Ten Questions with Dianne Whelan

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Ten Questions with Dianne Whelan

Dianne Whelan talks to Open Book about filming This Land in minus 60 degree weather, her ideal work environment, her book, This Vanishing Land (Caitlin Press) and more. This Land screens Thursday, October 22nd at the Planet in Focus International Environmental Film & Video Festival in Toronto. For details, visit Open Book's events page. Watch the trailer for This Land here

Open Book: Toronto:

Tell us about your film, This Land.

Dianne Whelan:

In March 2007, a team of seven men and one documentary filmmaker, Dianne Whelan, set out to cover more than 2000km of the harshest terrain on the planet in order to raise a flag on the northern most tip of Canadian soil. With a mesmerizing soundtrack from Nunavut-born singer Tanya Tagaq, and spectacular footage of the arctic landscape, This Land captures this epic adventure with the raw immediacy of someone who (barely) lived through it.

OBT:

What inspired you to make your film and to write your book, This Vanishing Land?

DW:

This journey began three months before I ever set foot in Canada’s high arctic. I was inspired by an image I saw of a snowmobile carrying a Canadian flag across the Arctic landscape. The desire to go to the Arctic, though, had been latent in me for a long time. I have been a photographer for over 20 years, and I have always wanted to go and photograph black and white images of icebergs.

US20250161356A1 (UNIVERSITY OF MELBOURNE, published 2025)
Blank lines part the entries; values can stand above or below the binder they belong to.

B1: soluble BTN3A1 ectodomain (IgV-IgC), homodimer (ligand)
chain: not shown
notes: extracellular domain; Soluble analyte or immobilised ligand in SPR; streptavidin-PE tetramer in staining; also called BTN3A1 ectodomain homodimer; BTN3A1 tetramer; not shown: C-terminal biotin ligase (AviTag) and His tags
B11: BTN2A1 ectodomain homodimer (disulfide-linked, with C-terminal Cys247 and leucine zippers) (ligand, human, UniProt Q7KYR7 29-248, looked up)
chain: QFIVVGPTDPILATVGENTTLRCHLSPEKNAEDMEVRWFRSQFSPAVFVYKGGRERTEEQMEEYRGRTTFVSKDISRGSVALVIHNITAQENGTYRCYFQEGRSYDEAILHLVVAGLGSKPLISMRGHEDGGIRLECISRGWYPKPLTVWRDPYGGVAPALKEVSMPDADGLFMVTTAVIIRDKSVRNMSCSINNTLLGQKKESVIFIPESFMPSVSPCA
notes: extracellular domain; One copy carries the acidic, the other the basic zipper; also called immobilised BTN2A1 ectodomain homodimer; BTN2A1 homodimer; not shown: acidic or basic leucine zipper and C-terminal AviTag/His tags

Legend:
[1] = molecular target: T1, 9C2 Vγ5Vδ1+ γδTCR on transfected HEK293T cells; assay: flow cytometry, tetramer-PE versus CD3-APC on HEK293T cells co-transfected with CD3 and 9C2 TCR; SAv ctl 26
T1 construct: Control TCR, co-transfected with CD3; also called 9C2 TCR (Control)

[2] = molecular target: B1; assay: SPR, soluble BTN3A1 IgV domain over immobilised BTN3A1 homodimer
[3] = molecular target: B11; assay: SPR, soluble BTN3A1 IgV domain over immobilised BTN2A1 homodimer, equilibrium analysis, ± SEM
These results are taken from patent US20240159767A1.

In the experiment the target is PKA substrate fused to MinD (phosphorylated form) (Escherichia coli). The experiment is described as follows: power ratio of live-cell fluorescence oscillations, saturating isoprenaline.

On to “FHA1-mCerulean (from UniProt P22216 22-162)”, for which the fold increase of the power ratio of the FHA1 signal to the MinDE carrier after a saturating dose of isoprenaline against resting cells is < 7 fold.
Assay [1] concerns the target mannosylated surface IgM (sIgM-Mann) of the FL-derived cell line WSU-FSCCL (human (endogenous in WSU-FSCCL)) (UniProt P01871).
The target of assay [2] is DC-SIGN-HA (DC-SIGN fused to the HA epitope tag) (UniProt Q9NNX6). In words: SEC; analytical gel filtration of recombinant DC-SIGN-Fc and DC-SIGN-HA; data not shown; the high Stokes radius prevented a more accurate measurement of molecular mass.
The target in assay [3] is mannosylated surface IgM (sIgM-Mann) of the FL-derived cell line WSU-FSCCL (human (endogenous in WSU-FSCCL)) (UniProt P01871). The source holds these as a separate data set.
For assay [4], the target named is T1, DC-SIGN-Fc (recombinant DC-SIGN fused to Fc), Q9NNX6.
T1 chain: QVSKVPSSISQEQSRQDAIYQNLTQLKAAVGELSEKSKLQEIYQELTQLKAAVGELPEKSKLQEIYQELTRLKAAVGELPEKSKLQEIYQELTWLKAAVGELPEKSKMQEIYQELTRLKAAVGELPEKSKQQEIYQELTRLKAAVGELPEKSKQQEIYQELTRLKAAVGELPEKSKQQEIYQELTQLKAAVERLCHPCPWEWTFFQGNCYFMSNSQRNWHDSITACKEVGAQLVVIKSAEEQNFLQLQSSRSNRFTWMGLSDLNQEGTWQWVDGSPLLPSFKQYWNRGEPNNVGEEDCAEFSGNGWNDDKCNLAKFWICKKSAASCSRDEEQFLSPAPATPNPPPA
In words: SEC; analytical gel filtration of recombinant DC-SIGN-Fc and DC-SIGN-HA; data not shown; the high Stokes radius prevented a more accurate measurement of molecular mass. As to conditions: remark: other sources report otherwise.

But that image of the Canadian flag stirred up something in me that was very emotional. The same feeling I get when I’m watching the Canadian women’s Olympic hockey team play Russia or the United States in a final match for the gold medal. For reasons beyond my rational understanding of myself, the flag in certain situations evokes large, emotional waves of patriotism in me. You know, that choke-back-the-tear feeling. Maybe this love for my country has been preprogrammed. Ever since I was a kid I have been singing, “Oh Canada, I stand on guard for thee.”

Seeing the flag in that landscape also brought home some of the big issues of our time, like global warming. It seems like such an abstraction during most of my days, just another Armageddon looming in the distance. Born in 1965 under the threat of nuclear annihilation, one gets accustomed to living with such threats. But the image of the flag in that landscape suddenly hit home. Almost half of Canada is in the Arctic, and our home is vanishing. There might not be any icebergs to photograph in twenty years. I needed to document this landscape before it disappears.

I feel very protective of Canada’s north, despite never having been there before this trip. When I hear the United States challenging our sovereignty of the Northwest Passage or hear Russia wants to challenge existing political boundaries in the north, I go from being a laid back pacifist to a fiercely protective warrior; I’m like a mother with a newborn. Again, I can’t understand these feelings. They simply exist. The rational person in me knows we all live on one planet in a galaxy full of dead planets. From space there are no borders on this land, we are just one people on one planet. But my heart feels something else. My heart is willing to beat up the schoolyard bullies, even though I have chicken wings for arms.